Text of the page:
Recent media reports that pop star Rihanna has taken back boyfriend Chris Brown after an alleged battering has sent shock waves around the world. Media outlets like TMZ have reportedly shown pictures of the two reuniting at a secluded Florida location just three weeks after Brown was arrested in connection with the incident. Though police have not officially named the victim, pictures leaked to the press show a bruised and battered Rihanna after the February incident in which he allegedly attacked and bit her in his car on a Los Angeles street.

Women – or men - who go back to their abusers are not a new phenomenon. Because domestic abuse is most often about control, abusers try to manipulate their victims, often professing their sorrow and vowing it will never happen again. In most cases it does happen again. When it does, the abuser often escalates the violence, and the cycle of abuse and reconciliation continues. This is a very dangerous cycle that can leave lasting physical, emotional, mental and spiritual scars.

The Cycle of Violence Rolls On and On

Victims who abandon their regard for personal safety risk severe injury, even death. Remorse is often short lived. Without proper anger management intervention, violence can continue for years and often goes unreported. People who haven't been in an abusive situation don't understand those who choose to stay. It’s hard to walk in someone else’s shoes and make sense of the complicated relationship between abuser and victim.

Domestic Abuse can be physical, mental, emotional, sexual or economic in nature. Examples include hitting, punching, slapping, biting, yelling, criticizing, withholding money, restricting the other’s individual rights and sexual assault. The victim can be a spouse, ex-spouse, boyfriend, girlfriend, live-in partner, parent or sibling. Abusers often report being abused during childhood, proving that what is learned early on can surface later in life and continue in a cycle. Breaking the pattern requires that abusers and victims get help to deal with their feelings and the role they play in the relationship.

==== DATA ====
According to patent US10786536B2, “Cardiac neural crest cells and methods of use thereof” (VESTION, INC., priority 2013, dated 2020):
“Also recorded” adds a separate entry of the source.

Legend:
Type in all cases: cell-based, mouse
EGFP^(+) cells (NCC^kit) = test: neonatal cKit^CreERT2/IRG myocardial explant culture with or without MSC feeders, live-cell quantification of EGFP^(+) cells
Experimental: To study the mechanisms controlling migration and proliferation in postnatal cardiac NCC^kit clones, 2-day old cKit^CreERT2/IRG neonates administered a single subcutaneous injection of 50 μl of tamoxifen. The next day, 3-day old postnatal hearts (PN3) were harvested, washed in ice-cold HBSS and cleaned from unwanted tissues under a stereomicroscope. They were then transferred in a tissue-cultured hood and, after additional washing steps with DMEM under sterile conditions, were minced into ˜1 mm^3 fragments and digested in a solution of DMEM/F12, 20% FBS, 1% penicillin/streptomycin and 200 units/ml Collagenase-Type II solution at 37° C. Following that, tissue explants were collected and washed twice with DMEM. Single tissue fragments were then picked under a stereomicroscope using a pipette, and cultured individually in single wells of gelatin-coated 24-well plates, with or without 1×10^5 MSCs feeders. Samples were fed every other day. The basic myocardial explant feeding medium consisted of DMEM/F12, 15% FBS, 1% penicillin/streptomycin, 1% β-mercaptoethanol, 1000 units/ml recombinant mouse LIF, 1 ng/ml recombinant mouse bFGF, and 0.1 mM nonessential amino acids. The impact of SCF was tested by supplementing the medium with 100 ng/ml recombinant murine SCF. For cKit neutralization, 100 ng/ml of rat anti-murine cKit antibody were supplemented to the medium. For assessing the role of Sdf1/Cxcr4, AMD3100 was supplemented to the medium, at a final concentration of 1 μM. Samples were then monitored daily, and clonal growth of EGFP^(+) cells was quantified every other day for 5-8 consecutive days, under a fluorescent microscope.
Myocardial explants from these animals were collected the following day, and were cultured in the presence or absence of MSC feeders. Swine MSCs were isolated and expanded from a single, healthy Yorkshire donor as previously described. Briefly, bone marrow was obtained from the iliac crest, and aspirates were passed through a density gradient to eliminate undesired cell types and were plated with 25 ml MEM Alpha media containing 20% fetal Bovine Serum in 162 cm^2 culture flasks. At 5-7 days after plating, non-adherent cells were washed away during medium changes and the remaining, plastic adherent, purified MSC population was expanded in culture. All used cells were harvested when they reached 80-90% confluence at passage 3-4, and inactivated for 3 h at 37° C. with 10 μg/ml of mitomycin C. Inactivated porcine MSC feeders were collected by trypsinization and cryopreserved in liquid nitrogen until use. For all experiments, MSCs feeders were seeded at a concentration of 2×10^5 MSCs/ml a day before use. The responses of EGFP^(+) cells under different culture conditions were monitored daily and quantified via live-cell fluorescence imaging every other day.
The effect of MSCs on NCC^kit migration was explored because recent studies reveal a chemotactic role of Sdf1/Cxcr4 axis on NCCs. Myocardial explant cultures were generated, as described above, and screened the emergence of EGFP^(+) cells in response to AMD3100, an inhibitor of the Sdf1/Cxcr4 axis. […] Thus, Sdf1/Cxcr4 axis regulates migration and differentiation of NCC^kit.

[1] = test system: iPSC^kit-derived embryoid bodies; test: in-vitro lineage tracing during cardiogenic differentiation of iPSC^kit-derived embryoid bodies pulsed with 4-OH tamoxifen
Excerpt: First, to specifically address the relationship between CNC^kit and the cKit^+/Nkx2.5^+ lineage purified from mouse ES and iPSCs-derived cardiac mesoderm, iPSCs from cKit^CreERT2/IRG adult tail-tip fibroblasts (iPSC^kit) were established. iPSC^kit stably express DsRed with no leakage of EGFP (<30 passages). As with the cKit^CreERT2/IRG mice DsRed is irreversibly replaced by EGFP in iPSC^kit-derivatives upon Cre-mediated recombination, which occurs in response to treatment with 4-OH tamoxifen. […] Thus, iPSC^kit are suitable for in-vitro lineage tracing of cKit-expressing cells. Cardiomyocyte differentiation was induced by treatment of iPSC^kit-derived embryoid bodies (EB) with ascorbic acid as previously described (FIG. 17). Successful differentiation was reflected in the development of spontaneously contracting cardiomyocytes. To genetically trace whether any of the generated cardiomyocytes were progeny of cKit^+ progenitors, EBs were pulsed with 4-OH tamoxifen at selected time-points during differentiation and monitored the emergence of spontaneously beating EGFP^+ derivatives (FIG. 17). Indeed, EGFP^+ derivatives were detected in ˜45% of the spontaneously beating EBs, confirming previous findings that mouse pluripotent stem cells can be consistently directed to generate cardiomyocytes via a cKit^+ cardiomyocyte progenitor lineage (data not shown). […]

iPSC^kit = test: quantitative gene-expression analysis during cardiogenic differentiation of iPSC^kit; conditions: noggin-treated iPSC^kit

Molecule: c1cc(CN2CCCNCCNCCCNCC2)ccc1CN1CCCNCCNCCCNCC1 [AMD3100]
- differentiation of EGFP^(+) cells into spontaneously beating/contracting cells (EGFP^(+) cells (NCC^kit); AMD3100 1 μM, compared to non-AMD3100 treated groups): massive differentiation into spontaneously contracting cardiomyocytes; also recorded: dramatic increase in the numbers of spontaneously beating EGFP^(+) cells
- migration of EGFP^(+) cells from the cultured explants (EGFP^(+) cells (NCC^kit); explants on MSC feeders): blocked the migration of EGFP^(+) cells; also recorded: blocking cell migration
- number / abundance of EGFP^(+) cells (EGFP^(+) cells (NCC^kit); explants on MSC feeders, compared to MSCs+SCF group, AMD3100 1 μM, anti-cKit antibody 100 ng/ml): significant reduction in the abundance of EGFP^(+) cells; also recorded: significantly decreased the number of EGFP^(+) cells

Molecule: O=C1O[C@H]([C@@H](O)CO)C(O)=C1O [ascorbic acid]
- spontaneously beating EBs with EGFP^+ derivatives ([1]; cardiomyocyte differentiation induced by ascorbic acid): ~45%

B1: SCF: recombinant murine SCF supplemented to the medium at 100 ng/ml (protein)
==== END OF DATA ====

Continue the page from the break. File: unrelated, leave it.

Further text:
Victims and Abusers: Where to Go For Help

So what makes victims like Rihanna decide to go back to their abusers? In many cases, it has less to do with love and more to do with feelings of inadequacy, low self-esteem or co-dependency. Supportive therapy can help to resolve these issues. Specialists can help victims of abuse sort through feelings and provide support to help them get out of their situations. Victims of abuse owe it to themselves to get out and should not be afraid to ask for help. Caring organizations, shelters and programs exist to offer support and a safe place to go.

Therapy and anger management programs can help abusers sort through their issues and reign in their anger and frustration. The cycle of abuse can be broken but requires perpetrators of domestic violence to acknowledge the problem, seek help and be willing to change. If you or someone you know has been abused or is abusing someone else, I can help. Call me at:

Marty Brenner CCBCDC
9171 Wilshire Blvd. #660 Beverly Hills, CA 90210
Phone: 213.500.8865
Fax: 310.273.1010

Author's Bio: 

Marty Brenner, Board Certified Chemical Dependency Counselors (CCBCDC)
213-500-8865 or email:
Addiction Counseling Services, Anger Management Specialist, Domestic Violence, Addiction Specialist. Board Certified of Chemical Dependency Counselors, ADP (Alcohol and Drug Program).